adj. Describes a stock issued for a publicly-traded Chinese company.
Other Forms
A lesser people would be stuffing their money into a mattress. Hong Kongers are stuffing it into Chinese companies, the so-called red-chip stocks that have been setting sales records this month.
—Marcus Gee, “Brash, booming Hong Kong,” The Globe and Mail, June 25, 1997
You would naturally imagine that companies with big investments in China (the new Hong Kong) had higher multiples than companies with property and other interests mainly in Hong Kong itself (the old Hong Kong). You will be surprised to learn that the smaller companies, among the so-called red chips, are remarkably cheap, on multiples far lower than the market average.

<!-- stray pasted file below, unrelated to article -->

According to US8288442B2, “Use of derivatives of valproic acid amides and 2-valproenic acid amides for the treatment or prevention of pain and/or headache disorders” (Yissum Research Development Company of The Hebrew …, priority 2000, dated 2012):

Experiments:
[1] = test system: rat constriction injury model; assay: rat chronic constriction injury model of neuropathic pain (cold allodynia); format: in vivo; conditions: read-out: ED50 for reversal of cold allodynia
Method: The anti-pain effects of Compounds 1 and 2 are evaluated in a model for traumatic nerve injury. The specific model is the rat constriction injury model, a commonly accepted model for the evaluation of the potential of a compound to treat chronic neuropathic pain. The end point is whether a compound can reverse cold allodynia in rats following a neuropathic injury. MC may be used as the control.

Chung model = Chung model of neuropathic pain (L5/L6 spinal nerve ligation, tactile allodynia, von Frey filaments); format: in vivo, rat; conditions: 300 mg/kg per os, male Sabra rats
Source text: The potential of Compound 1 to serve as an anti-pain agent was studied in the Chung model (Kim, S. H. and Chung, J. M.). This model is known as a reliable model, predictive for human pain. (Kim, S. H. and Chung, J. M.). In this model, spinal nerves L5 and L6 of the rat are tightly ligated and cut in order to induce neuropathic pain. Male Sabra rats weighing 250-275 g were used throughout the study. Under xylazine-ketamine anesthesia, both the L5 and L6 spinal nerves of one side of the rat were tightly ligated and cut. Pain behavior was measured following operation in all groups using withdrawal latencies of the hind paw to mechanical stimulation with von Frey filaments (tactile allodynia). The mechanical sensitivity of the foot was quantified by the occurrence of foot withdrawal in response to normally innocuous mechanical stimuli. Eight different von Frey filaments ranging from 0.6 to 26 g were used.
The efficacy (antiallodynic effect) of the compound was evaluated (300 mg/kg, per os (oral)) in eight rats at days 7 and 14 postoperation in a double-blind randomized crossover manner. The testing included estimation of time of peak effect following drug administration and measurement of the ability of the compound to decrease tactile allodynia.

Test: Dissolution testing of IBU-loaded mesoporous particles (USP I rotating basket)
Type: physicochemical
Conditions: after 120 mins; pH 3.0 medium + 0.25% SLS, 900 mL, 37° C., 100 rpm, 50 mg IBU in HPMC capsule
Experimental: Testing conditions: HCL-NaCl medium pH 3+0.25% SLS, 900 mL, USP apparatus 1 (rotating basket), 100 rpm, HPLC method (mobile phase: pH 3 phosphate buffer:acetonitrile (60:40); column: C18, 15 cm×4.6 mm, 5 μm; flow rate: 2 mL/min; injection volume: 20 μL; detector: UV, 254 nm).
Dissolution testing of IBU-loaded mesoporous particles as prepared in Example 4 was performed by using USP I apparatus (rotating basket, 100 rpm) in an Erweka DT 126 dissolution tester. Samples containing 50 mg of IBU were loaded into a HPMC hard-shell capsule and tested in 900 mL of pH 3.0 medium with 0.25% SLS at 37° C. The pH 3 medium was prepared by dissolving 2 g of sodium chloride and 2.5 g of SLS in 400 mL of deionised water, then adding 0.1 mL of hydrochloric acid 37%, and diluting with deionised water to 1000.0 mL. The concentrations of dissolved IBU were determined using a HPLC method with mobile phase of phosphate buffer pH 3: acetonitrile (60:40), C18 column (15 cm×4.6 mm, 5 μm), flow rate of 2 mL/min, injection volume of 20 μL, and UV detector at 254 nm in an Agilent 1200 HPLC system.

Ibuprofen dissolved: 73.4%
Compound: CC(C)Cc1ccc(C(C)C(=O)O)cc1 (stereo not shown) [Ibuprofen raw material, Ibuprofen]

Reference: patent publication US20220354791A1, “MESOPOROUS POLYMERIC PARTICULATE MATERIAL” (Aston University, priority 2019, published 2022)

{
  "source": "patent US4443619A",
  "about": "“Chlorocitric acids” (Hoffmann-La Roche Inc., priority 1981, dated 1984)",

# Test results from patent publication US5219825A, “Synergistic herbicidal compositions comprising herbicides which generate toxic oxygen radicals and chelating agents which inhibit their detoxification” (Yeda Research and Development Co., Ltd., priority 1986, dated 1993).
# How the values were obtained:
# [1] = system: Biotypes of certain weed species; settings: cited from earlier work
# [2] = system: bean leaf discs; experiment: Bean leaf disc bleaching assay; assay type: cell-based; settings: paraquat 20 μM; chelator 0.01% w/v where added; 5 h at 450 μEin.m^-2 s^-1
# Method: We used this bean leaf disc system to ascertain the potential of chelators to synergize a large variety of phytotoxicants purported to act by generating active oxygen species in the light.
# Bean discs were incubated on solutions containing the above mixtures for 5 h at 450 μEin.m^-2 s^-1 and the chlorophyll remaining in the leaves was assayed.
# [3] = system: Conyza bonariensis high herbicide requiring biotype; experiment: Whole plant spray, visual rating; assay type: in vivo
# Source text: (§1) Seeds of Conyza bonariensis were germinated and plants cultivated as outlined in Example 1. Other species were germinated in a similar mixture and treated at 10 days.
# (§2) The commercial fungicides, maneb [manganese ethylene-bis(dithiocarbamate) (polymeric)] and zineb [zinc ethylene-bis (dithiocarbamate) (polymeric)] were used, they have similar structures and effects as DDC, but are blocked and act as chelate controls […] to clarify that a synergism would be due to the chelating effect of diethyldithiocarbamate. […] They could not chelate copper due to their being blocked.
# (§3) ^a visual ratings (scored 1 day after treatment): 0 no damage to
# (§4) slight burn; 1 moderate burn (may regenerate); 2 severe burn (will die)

—Jim Slater, “The new New World,” The Independent, June 03, 1993
1992 (earliest)
Investors this week are presented with a diverse menu of five initial public offers.

At one end, the big "red chip" China Overseas Land and Investment, a subsidiary of the mainland's China State Construction and Engineering Corporation, will be tapping the market for $ 844 million.
—“Red chip leads five new issues,” South China Morning Post, August 02, 1992
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